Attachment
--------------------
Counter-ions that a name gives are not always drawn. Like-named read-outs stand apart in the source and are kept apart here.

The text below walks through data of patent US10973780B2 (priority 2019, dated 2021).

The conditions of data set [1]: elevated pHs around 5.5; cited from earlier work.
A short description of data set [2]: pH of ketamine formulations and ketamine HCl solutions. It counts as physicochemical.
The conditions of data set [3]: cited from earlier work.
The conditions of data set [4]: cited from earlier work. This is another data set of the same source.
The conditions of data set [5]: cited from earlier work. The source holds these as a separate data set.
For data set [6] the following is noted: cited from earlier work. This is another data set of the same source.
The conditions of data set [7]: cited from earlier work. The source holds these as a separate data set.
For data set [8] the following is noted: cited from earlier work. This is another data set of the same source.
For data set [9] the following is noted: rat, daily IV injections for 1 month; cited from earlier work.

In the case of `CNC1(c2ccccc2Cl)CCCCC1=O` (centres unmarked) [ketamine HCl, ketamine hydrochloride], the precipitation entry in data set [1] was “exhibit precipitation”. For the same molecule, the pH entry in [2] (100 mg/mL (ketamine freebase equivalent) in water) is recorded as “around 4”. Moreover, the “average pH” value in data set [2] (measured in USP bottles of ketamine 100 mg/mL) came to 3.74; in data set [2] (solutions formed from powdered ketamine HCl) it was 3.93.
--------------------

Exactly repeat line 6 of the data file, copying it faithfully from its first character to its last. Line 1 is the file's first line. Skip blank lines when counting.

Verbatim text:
The conditions of data set [4]: cited from earlier work. This is another data set of the same source.